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Intel Core i7-11700K "Rocket Lake" CPU Outperforms AMD Ryzen 9 5950X in Single-Core Tests

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Here comes the Ryzen 5000 XT series on 7nm EUV (improved node)...willing to bet on it
 
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I have no issue with the possibility of increasing the decoder width or even adding more execution ports. But I question how likely it is, if Cypress Cove is basically a backport of Sunny Cove, since these kinds of changes usually require a total overhaul of the cache, register files and everything on the front-end.

Wouldn't it be more likely to backport something from the execution side from e.g. Sapphire Rapids, or to simply add more execution units on existing execution ports? (like one extra MUL unit?)

I think ARM has an advantage on decoder width. That's the only weak point of the x86 ISA I can think of.

x86 requires a byte-by-byte decoder, because you have 2-byte, 3-byte, 4-byte... 15-byte instructions (some of which are macro-op fused and/or micro-op split). ARM standardized upon 4-byte instructions with an occasional 8-byte macro-op fused. That means if you want to perform 4-wide decoding (and assume an average of 4-bytes per instruction), you need 64-parallel decoders: one for every byte (byte0, byte1, byte2) of the cache line.

ARM on the other hand is always 4-bytes or 8-bytes at a time (in the case of macro-op fused operations). Which means for a 64-byte decoder, ARM only need 16-parallel decoders: knowing there's no 2-byte or 3-byte instructions that could be "in-between". Just hypothetically speaking of course, I dunno really how these things are organized.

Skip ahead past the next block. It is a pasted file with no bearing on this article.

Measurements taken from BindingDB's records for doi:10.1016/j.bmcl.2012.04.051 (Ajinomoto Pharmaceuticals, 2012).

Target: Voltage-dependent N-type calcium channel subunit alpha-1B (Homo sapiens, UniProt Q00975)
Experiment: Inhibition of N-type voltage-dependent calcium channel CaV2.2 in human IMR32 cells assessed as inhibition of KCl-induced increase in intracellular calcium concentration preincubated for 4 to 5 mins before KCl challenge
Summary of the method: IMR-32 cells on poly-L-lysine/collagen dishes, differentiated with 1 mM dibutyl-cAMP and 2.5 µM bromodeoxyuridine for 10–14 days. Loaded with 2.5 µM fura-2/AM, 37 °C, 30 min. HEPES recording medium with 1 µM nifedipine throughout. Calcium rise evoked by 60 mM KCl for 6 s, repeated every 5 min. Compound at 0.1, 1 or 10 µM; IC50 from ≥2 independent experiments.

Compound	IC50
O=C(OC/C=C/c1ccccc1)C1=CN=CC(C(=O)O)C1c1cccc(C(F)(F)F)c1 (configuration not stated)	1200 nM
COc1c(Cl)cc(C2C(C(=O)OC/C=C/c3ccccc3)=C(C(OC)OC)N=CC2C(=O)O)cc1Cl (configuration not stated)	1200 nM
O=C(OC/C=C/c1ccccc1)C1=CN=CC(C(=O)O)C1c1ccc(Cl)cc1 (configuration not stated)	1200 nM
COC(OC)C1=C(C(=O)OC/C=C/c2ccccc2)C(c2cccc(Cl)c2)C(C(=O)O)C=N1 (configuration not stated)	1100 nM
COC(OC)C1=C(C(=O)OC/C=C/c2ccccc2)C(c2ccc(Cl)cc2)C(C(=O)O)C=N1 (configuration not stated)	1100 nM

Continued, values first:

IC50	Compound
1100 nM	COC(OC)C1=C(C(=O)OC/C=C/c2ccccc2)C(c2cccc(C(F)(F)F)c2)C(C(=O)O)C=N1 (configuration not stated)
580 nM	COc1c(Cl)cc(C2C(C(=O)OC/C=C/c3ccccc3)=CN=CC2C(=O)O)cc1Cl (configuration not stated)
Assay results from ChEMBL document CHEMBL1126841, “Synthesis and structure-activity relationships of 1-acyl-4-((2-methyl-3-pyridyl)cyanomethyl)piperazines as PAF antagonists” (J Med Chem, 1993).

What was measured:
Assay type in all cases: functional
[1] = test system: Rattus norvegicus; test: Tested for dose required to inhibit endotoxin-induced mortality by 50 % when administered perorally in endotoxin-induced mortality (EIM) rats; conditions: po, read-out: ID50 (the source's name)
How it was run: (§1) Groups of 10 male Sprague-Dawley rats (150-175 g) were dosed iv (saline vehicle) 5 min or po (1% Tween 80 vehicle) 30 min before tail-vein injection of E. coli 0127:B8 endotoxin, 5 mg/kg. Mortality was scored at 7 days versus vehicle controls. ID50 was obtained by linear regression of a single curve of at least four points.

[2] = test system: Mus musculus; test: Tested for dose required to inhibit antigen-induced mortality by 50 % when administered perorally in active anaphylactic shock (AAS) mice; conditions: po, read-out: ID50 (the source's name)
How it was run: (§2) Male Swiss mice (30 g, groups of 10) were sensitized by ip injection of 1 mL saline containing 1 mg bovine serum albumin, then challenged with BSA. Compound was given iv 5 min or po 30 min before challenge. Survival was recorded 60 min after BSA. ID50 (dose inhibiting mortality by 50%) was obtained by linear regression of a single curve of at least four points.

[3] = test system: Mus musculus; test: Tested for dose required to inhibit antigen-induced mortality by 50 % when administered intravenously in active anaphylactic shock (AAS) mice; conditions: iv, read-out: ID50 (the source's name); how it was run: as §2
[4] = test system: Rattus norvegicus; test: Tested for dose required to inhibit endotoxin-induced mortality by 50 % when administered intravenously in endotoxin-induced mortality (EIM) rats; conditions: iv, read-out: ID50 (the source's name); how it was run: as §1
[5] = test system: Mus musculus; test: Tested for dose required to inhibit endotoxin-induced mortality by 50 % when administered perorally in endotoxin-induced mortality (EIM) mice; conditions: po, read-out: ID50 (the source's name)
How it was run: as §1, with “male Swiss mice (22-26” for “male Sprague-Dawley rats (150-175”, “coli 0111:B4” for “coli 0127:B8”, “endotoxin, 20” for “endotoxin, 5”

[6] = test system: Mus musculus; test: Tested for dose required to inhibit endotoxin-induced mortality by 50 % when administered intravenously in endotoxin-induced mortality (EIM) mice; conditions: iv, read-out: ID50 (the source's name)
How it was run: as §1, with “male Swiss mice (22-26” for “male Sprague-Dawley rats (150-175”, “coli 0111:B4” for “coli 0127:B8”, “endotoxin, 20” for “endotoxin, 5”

Anyway: Apple M1 shot a broadside at the x86 camp with their 8-wide decoder. I do think its relevant to bring up. However, ARM Neoverse is still only 4-wide decoding. It hasn't really been proven yet that an ultra-wide decoder (like Apple's M1) is really the best path forward.
 
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LoL I see that X86 is ok with better decoder. But isn't possible to make better decoder because has depencies how work ISA with information. This is same as ISA X86 is not ok itself.
 
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tbh the “next big thing” should be Alder Lake, not Rocket Lake.


Let’s be honest: it almost was a paper launch with skyrocket prices for Zen 3.
I don’t know about new zeland, but here in Europe it is very difficult to find one at a decent price.

Well, what's a decent price? This OK? Considering that you guys suffer more with higher taxes on stuff, it's probably a decent price.
 
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Well... they hit 5Ghz on 14nm++++++ which we know they can do quite easily. Let's see if Alder Lake hits 5Ghz at 10nm.
Oh, silly me for thinking Intel was finally on a new process lmao
 
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Got to love that headline..:shadedshu:
 
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Well, what's a decent price? This OK? Considering that you guys suffer more with higher taxes on stuff, it's probably a decent price.
It is one of the best prices in Europe... if you consider UK as part of the Europe (which is not...).
By the way that website is one of the best, but for some items they don’t ship outside UK
 
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It is one of the best prices in Europe... if you consider UK as part of the Europe (which is not...).
By the way that website is one of the best, but for some items they don’t ship outside UK

The UK is not part of the European Union. It will always be a part of Europe by dint of its geographical location. In any case, the offer is not availble to you if you're not a UK resident. But if you knew someone in the UK that might do you a favour....